Dr. Daniel Brat on Characterizing Diffuse Lower Grade Gliomas

Daniel J. Brat, MD, PhD
Published: Monday, Apr 27, 2015



Daniel J. Brat, MD, PhD, vice chair, Translational Programs, Department of Pathology and Laboratory Medicine, Emory University School of Medicine, director, Cancer Tissue and Pathology Shared Resource, Winship Cancer Institute, discusses genomic characterization of diffuse lower grade gliomas.

This Cancer Genome Atlas study aimed to molecularly categorize and catalog present molecular alterations within a tumor type, specifically diffuse lower grade gliomas. This is a family of diseases thought to be histologically different, Brat explains. However, there is an ongoing issue with the diagnosis and treatment of these patients, due to a lack of agreement on a histologic diagnosis. Therefore, new potential molecular knowledge about this group of brain tumors could impact diagnosis and treatment, Brat says.

The analysis used 6 molecular platforms, such as mutations, deletions and amplifications. In clustering this data without any assumptions or classifications, researchers determined they were able to narrow tumors down to 3 non-overlapping molecular classes of diffuse gliomas with no histology involved.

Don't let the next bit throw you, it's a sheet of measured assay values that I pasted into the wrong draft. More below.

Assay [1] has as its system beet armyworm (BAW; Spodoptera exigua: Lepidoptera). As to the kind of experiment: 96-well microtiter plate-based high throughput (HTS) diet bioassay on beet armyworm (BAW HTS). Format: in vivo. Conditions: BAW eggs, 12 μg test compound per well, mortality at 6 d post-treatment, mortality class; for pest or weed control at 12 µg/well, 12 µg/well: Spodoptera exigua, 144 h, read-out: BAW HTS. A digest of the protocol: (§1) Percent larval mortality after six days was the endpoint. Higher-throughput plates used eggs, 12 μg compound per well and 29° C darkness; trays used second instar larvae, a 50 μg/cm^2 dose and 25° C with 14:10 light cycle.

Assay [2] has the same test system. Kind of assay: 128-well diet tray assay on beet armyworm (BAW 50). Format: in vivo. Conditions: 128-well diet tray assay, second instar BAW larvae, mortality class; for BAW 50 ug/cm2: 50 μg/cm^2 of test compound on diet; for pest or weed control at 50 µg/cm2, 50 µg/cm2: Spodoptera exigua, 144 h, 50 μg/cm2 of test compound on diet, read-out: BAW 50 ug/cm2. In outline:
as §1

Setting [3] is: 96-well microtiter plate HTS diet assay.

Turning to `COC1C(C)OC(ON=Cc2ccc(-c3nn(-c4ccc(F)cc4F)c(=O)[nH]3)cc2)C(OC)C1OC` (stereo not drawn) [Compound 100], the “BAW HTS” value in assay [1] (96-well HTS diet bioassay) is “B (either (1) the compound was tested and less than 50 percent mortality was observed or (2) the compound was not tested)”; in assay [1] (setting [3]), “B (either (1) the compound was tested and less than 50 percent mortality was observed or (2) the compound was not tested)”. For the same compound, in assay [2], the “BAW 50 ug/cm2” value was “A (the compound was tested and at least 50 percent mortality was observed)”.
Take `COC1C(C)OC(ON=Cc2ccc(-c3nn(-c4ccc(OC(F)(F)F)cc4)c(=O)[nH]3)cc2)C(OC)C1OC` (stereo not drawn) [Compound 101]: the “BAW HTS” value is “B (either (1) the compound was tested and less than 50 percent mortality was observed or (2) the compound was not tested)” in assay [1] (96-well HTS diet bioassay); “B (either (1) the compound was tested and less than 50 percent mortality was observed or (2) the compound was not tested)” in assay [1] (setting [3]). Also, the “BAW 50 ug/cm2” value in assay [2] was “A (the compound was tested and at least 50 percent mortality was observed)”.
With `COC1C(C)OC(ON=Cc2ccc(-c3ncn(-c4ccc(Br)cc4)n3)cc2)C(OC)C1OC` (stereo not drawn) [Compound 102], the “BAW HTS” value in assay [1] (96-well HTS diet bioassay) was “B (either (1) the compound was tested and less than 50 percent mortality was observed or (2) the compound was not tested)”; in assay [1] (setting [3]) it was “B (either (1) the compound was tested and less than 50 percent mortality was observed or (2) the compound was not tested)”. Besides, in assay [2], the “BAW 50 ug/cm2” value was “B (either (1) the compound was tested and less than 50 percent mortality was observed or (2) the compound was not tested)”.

Within these 3 disease classes, biomarkers would be able to better discriminate these tumors compared to histology, Brat says. This could lead researchers to identify a primary molecular classification of solid tumors.



Daniel J. Brat, MD, PhD, vice chair, Translational Programs, Department of Pathology and Laboratory Medicine, Emory University School of Medicine, director, Cancer Tissue and Pathology Shared Resource, Winship Cancer Institute, discusses genomic characterization of diffuse lower grade gliomas.

This Cancer Genome Atlas study aimed to molecularly categorize and catalog present molecular alterations within a tumor type, specifically diffuse lower grade gliomas. This is a family of diseases thought to be histologically different, Brat explains. However, there is an ongoing issue with the diagnosis and treatment of these patients, due to a lack of agreement on a histologic diagnosis. Therefore, new potential molecular knowledge about this group of brain tumors could impact diagnosis and treatment, Brat says.

The analysis used 6 molecular platforms, such as mutations, deletions and amplifications. In clustering this data without any assumptions or classifications, researchers determined they were able to narrow tumors down to 3 non-overlapping molecular classes of diffuse gliomas with no histology involved.

Within these 3 disease classes, biomarkers would be able to better discriminate these tumors compared to histology, Brat says. This could lead researchers to identify a primary molecular classification of solid tumors.




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